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Sign Language Stimulates the Brain

When we engage in what we are naturally suited to do, our work takes on the quality of play and it is play that stimulates creativity.
Linda Naiman

Kay Rush, in her article, “Using Sign Language in High/Scope Programs,” in High/Scope Extensions (Summer 2005;, notes that teaching all preschool children sign language assists them in literacy and learning a second language. She observes…

“Signing is a kinetic act that stimulates activity in both the right brain, which is responsible for visual-spatial reasoning and long-term memory, and the left brain, which is responsible for processing language. When you are signing with hearing children, you are not only reinforcing their existing language, you are also giving them another way to express a concept they already know, thus creating another connection to that information in their brain. This process also helps to establish two storage places for language memory on the brain’s left side: one for the native language of the user, the other for sign. So children who use both spoken language and sign language develop a built-in backup memory, storing the same word in two different ways in separate areas of the left brain….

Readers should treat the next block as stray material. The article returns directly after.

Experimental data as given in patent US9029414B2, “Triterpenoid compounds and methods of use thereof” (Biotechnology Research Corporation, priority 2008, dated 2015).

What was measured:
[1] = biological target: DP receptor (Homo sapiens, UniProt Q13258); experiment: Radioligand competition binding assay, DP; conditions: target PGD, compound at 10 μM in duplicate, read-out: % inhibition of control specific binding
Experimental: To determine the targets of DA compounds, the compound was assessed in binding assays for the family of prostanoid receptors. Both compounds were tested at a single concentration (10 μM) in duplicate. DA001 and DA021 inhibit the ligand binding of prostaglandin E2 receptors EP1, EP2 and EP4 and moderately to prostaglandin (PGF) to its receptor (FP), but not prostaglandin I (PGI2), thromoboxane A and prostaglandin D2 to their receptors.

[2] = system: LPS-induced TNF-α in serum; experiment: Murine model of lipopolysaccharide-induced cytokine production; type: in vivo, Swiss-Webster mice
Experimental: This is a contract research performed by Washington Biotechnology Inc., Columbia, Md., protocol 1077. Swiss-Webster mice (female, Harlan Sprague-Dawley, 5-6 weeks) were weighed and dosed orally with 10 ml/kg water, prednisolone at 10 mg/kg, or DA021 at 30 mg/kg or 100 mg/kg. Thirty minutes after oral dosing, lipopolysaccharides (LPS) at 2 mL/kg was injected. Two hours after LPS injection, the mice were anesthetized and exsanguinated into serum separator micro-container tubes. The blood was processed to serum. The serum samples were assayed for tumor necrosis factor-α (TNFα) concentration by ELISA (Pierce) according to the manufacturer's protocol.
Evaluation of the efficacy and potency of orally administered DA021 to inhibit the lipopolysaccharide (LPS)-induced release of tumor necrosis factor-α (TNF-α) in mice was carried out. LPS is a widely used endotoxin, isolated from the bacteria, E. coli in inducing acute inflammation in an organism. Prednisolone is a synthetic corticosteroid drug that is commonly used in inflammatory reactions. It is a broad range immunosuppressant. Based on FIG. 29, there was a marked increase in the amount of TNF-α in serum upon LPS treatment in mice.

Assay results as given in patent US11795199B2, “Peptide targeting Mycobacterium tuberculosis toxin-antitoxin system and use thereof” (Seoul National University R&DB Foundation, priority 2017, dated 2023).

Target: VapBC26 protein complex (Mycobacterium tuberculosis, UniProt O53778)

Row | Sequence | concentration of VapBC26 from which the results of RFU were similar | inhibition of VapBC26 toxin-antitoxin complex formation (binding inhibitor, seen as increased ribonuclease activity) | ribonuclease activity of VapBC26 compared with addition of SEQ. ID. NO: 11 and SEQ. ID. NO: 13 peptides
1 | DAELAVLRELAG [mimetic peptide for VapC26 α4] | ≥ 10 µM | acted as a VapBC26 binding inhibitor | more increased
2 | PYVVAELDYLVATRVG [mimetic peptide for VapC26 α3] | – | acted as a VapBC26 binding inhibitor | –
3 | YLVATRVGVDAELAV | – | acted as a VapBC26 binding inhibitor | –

“Using sign language increases children’s vocabulary in a relatively pressure-free manner. Research studies show hearing children who used sign language in their preschool classes scored better on vocabulary tests and attained higher reading levels than their non-signing peers.”

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